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Schools' agency staff bill of £320k

By Cornish Guardian  |  Posted: December 21, 2012

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SECONDARY schools across the St Austell and Fowey area spent more than £320,000 on agency staff to cover teachers' absences in the past academic year, the Cornish Guardian has learnt.

Figures obtained under the Freedom of Information Act showed that nearly a third of a million pounds was spent in total by four schools – Poltair, Penrice Academy, Brannel School and Fowey Community College – in 2011-12.

Poltair's spend was the highest at £125,996, Penrice £82,600, Brannel spent £71,961 and Fowey forked out £48,468.

Kathy Wallis, the National Association Of Schoolmasters And Union Of Women Teachers (NASUWT) national executive for Cornwall, said changes imposed by government were adding to teachers' stress, causing more to be away from the classroom and putting further pressure on school budgets.

Poltair head teacher Stephen Tong said its expenditure on agency staff in 2011-12 included a "significant outlay for a number of unforeseen long-term illnesses. In support of the members of staff, their colleagues, and to ensure that the learners continue to receive a high-quality level of provision, we engaged the services of high-quality, well-qualified teachers through our close relationship with local teaching agencies."

Many schools in Cornwall use a recognised teaching agency – such as Concorde – to provide cover.

Ms Wallis added: "By bringing in supply teachers to cover teachers on long-term sickness, they are not only supporting their staff but they are also supporting their students. And if you get the same supply teachers in, you are giving continuation and security to the students' learning."

Mr Tong said some schools use private arrangements with supply teachers, rather than using agencies, to keep their budget down and others will use additional teachers employed directly by the school to cover lessons.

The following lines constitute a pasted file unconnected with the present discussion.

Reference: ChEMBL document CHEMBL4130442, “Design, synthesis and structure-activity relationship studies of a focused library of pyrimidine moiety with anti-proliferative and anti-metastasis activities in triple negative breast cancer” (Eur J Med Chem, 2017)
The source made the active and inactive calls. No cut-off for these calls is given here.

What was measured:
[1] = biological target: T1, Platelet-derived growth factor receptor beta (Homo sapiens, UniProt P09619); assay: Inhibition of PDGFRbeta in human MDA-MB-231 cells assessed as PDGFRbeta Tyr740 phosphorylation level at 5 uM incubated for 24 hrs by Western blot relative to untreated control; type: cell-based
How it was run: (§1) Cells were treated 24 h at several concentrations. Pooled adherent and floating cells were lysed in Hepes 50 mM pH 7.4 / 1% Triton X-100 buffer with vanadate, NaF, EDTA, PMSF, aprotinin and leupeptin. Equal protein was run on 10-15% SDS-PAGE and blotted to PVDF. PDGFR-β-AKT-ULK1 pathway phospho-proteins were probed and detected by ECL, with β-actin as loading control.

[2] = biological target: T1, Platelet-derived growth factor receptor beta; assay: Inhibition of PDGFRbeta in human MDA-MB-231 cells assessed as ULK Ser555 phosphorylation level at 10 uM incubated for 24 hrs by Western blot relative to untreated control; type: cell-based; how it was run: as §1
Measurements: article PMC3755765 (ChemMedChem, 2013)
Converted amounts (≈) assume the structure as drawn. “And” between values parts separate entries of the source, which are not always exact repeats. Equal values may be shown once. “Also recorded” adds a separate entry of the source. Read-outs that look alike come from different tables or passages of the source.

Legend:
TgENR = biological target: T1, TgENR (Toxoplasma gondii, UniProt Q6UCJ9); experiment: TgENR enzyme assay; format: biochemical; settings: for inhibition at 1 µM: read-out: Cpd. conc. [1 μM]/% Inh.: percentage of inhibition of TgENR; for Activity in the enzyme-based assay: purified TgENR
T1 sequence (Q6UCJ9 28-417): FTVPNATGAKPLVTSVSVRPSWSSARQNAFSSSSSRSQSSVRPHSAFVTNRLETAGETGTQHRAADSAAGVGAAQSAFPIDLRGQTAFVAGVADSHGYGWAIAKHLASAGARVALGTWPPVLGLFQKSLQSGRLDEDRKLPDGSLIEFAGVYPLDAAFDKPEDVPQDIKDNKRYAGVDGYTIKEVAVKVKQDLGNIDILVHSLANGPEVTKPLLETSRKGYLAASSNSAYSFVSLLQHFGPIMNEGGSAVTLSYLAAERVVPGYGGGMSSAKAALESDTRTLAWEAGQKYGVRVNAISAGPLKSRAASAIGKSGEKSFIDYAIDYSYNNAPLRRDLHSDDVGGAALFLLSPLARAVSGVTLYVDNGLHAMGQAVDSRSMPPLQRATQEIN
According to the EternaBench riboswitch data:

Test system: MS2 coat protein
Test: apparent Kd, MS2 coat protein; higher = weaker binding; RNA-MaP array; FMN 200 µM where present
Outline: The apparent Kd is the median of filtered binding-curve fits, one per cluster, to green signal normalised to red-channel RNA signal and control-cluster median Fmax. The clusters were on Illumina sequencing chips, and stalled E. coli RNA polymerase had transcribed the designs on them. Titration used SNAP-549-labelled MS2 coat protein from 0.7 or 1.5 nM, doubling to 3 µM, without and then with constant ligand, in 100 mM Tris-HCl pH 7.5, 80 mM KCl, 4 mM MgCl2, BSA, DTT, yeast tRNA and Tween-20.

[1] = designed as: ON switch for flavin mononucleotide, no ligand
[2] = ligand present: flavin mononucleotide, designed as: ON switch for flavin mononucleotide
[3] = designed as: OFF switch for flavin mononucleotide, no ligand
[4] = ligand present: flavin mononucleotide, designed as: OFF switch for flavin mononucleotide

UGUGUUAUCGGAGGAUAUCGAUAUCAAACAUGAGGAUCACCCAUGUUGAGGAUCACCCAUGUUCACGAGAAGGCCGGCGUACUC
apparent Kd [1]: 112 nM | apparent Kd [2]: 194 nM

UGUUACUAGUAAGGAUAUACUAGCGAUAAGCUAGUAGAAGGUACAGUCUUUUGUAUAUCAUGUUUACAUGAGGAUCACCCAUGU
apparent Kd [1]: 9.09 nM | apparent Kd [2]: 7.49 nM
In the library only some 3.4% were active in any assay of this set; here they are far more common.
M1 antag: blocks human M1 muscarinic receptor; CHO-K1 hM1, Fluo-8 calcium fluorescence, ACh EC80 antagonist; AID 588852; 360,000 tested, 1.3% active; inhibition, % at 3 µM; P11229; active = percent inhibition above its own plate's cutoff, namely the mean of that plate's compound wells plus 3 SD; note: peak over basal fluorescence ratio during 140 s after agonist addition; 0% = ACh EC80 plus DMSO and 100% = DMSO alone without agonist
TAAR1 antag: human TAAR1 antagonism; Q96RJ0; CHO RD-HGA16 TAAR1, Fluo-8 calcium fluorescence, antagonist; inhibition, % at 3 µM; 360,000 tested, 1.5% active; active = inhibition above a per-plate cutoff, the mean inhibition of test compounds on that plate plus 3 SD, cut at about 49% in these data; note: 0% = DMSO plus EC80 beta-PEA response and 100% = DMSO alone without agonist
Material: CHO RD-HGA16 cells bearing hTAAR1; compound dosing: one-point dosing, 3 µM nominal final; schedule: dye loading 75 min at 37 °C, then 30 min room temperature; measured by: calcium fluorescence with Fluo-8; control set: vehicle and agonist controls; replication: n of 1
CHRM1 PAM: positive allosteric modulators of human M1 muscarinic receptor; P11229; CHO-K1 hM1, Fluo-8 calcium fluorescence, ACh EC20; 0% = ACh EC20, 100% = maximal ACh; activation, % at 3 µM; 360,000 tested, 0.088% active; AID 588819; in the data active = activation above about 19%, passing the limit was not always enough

Of 17 secondary schools who provided figures for their spend on agency staff, the average came in at £48,965.

Poltair said it does not employ any temporary cover supervisors – who can be in-house staff but are not generally fully qualified teachers – to cover lessons, but has two occasional private arrangements with other qualified teachers.

Fowey Community College said it employs one cover supervisor and uses a couple of former teachers on a private basis.

Penrice said it does not employ anyone on a private basis, but it does have contracted cover supervisors.

Penrice said its contracted cover supervisors earn between £15,960 and £19,222, dependent on qualification and length of service, but the other schools did not wish to disclose this information.

Brannel declined to provide this newspaper with a breakdown of its cover provision.

The Cornish Guardian also asked all schools for their total teaching staff bill but they declined to provide this information.

"The principle behind using these individuals is that they are familiar faces to students and know the school system. This helps with efficiency for us and continuity for students," said John Perry, Fowey Community College head teacher.

"We are very lucky with our teaching staff as they aren't often poorly or away from school.

"But when something like a vomiting bug hits, or a virus, [the agency spend] can rise suddenly and unpredictably. Recently a vomiting bug has hit the local community, so naturally, spend is now up for a few weeks. It's impossible to average this out when you're dealing with something like sickness.

"It's important to remember that all schools work as efficiently as they can to ensure money gets spent on students where it's needed."

Ms Wallis said schools are facing two main problems: the fact Cornwall is one of the lowest funded local authorities in the UK, and that small high schools have the same exigencies of budget as larger schools, but have a smaller budget.

In 2003, she added, the School Teachers' Pay and Conditions Document, which academies and free schools can opt out of, specified that using teachers for cover is not a good use of their time, which puts pressure on head teachers to bring in agency staff.

"In the last year or two the figures of teachers being off with stress, not just in Cornwall but nationally, is rising hugely. This is because of all the changes coming in and we are not being listened to and are constantly being told we are rubbish, despite the fact the UK comes sixth in the world in the international education table," she said. "This Government has not been looking after teachers."

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